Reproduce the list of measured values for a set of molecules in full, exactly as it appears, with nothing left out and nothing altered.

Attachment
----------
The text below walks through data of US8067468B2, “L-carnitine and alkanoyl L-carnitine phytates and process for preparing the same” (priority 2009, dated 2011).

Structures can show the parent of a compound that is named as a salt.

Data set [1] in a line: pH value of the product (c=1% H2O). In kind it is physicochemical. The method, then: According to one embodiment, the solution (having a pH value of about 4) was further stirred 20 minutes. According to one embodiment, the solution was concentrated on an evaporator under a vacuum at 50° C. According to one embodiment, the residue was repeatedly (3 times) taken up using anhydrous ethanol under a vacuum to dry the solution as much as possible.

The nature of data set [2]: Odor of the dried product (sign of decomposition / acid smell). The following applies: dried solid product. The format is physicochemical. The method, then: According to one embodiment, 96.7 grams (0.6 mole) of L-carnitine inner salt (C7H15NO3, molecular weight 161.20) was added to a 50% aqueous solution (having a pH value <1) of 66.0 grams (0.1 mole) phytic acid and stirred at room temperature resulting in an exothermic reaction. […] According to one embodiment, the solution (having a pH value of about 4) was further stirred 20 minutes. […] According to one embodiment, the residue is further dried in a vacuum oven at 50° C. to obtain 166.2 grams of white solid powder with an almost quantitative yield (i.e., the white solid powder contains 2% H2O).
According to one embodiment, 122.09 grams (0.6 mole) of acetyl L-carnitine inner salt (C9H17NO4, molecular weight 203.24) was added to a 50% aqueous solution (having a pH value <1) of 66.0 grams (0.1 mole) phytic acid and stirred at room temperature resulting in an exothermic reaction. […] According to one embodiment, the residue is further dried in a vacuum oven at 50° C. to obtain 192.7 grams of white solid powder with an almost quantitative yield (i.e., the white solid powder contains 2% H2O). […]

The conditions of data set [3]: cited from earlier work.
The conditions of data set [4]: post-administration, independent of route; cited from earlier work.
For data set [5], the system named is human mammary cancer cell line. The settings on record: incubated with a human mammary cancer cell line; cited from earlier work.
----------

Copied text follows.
The text below walks through data of US8067468B2, “L-carnitine and alkanoyl L-carnitine phytates and process for preparing the same” (priority 2009, dated 2011).

Structures can show the parent of a compound that is named as a salt.

Data set [1] in a line: pH value of the product (c=1% H2O). In kind it is physicochemical. The method, then: According to one embodiment, the solution (having a pH value of about 4) was further stirred 20 minutes. According to one embodiment, the solution was concentrated on an evaporator under a vacuum at 50° C. According to one embodiment, the residue was repeatedly (3 times) taken up using anhydrous ethanol under a vacuum to dry the solution as much as possible.

The nature of data set [2]: Odor of the dried product (sign of decomposition / acid smell). The following applies: dried solid product. The format is physicochemical. The method, then: According to one embodiment, 96.7 grams (0.6 mole) of L-carnitine inner salt (C7H15NO3, molecular weight 161.20) was added to a 50% aqueous solution (having a pH value <1) of 66.0 grams (0.1 mole) phytic acid and stirred at room temperature resulting in an exothermic reaction. […] According to one embodiment, the solution (having a pH value of about 4) was further stirred 20 minutes. […] According to one embodiment, the residue is further dried in a vacuum oven at 50° C. to obtain 166.2 grams of white solid powder with an almost quantitative yield (i.e., the white solid powder contains 2% H2O).
According to one embodiment, 122.09 grams (0.6 mole) of acetyl L-carnitine inner salt (C9H17NO4, molecular weight 203.24) was added to a 50% aqueous solution (having a pH value <1) of 66.0 grams (0.1 mole) phytic acid and stirred at room temperature resulting in an exothermic reaction. […] According to one embodiment, the residue is further dried in a vacuum oven at 50° C. to obtain 192.7 grams of white solid powder with an almost quantitative yield (i.e., the white solid powder contains 2% H2O). […]

The conditions of data set [3]: cited from earlier work.
The conditions of data set [4]: post-administration, independent of route; cited from earlier work.
For data set [5], the system named is human mammary cancer cell line. The settings on record: incubated with a human mammary cancer cell line; cited from earlier work.